“Poli Glow is a marine polish that wipes on without rubbing or buffing.” These modest words from Poli Glow Canada totally understate the impressive results you can get by using this product on a boler!
Bolers, of course, are fiberglass like many boats. And long ago bolers lost their original lustre, resulting in a flat finish that soils easily. In response, some owners paint their bolers, others apply a new fiberglass gelcoat. But professional painting is an expensive proposition, as is a new gelcoat.
A lower cost alternative to revive the looks of your boler is Poli Glow, which the previous owner of our boler used to great effect. We’ve continued the tradition for two seasons.
Available from Poli Glow Canada for $99.99 or Poli Glow International for $74.95 US, the kit consists of a 32 fl.oz bottle of Poli Glow, a 32 fl.oz bottle of Poli Prep, a 7-inch applicator (or mitt) and a scrubbing pad with handle (I think mine came with two pairs of gloves, as well). According to the company, there’s enough material to treat a 34-foot RV for one season, so you’ll have enough for two or three applications on your boler.
You start with preparation, which basically means cleaning your boler with diluted Poli Prep. You hose down your trailer and begin scrubbing top to bottom. It’s amazing what comes off! Take some time doing this, as preparation is key to a superior finish. I spent most of a morning scrubbing and rinsing, and followed up with a microfiber cloth to get rid of drips and streaks.
Poli Glow instructions recommend leaving the trailer overnight to completely dry, which I did.
You use the applicator (or mitt) to apply the Poli Glow. Squirt some on the applicator, lay it on the surface, and slide it in a straight line, following the contours of the boler. I started on a ladder, doing the roof. Do the centre first, and work out. Poliglow dries within a minute, so do one section, then move on, feathering each section into the next. Once the roof is done, start on the sides, working around the trailer until it’s coated. Identify and eliminate drips as you go.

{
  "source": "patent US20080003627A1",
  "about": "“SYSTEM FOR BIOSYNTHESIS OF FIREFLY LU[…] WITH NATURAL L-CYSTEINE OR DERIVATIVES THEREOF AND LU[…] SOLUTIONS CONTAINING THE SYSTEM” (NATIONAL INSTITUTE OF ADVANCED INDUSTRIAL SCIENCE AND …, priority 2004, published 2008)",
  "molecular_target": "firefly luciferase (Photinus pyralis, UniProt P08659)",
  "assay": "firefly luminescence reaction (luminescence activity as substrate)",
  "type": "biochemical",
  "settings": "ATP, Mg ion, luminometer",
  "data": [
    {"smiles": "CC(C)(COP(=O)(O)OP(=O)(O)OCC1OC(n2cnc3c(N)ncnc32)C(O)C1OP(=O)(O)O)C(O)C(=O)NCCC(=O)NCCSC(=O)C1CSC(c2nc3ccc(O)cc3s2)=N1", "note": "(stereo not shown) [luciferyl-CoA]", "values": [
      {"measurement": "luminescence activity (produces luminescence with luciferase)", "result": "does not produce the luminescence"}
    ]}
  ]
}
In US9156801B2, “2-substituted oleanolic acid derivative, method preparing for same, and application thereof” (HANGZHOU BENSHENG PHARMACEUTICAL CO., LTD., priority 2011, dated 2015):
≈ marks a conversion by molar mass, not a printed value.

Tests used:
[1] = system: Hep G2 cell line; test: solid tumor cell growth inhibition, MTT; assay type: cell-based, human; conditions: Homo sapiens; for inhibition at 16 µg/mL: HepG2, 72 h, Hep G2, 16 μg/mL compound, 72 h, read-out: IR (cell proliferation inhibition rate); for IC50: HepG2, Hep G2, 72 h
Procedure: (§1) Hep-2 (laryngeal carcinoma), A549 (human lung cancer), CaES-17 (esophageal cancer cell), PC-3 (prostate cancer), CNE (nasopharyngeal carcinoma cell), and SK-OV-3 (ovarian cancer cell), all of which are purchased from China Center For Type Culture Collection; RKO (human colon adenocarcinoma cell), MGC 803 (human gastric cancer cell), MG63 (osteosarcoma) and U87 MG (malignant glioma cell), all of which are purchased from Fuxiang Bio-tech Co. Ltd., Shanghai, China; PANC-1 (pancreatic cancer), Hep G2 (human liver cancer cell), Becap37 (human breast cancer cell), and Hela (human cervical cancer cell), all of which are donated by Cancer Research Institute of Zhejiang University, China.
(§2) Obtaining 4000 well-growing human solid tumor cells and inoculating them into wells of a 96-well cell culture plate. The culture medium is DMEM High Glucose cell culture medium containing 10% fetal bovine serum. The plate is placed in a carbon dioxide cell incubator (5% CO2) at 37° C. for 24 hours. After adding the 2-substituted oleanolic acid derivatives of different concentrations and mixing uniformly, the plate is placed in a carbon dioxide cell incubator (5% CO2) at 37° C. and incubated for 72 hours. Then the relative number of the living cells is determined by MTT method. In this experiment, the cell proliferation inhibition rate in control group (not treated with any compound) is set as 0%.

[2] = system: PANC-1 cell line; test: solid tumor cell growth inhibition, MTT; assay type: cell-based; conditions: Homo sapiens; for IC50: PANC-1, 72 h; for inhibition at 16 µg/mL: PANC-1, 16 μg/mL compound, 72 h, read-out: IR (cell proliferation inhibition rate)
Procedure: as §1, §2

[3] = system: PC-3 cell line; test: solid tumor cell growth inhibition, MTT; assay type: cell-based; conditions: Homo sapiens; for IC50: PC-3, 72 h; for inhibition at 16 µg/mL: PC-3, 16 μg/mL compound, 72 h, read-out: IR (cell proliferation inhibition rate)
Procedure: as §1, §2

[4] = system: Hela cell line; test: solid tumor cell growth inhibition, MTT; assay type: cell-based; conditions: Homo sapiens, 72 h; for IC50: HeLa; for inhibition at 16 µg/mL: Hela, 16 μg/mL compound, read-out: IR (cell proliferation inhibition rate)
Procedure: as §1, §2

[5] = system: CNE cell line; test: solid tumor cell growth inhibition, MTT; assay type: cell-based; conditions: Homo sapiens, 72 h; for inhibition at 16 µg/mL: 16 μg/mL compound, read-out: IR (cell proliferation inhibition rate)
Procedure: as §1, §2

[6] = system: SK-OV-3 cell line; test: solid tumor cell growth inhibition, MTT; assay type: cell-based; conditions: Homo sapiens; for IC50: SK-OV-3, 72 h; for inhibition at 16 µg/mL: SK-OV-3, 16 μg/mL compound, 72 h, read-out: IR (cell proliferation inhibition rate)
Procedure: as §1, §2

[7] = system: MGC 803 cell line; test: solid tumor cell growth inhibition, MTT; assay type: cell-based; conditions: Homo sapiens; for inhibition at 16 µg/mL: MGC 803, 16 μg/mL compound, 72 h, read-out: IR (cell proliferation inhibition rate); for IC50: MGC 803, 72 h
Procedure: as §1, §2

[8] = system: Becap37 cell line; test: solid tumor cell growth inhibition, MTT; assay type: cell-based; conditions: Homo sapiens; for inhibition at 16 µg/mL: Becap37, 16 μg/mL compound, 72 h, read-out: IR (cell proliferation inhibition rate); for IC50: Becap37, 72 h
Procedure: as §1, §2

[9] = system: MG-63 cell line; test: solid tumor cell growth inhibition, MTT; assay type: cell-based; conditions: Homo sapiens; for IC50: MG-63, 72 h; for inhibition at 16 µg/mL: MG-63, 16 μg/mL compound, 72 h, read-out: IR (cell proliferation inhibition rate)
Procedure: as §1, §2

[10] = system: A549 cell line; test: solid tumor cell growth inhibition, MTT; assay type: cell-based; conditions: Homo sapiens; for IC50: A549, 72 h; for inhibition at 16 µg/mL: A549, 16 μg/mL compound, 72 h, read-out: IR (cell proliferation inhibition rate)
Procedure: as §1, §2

Then repeat. The instructions recommend five or six thin coats.
Something to note is that Poli Glow reacts with rubber, and you likely have rubber seals around your windows. If you touch those seals with your mitt, you will create a black streak in your finish. You could mask any rubber surfaces beforehand, or go slow near rubber seals. The Poli Glow instructions warn that the streaks you create will become part of the finish. (It’s true…).
While Poli Glow is clear, I notice that it may give a slightly creamy hue to a white finish. We like it on ours, but I haven’t seen it applied to the two-tone bolers. It may deepen the colours a bit, make them a bit richer in appearance. Apparently Poli Glow is packed with UV inhibitors, which presumably help maintain the finish.
Poli Glow recommends a seasonal application. I do know that once applied, it makes the boler easier to clean if you’re in the habit of washing yours. And if you need to remove Poli Glow completely, there’s a Poli Strip product available for that purpose.
True, the Poli Glow application process is a bit time consuming, but it’s by no means hard work and is a fun project.
That’s all I know! It works for us. Check the company’s Canadian and International websites for more details.
The author purchased the product from Poli Glow Canada and has no affiliation with the company. He just likes a shiny boler!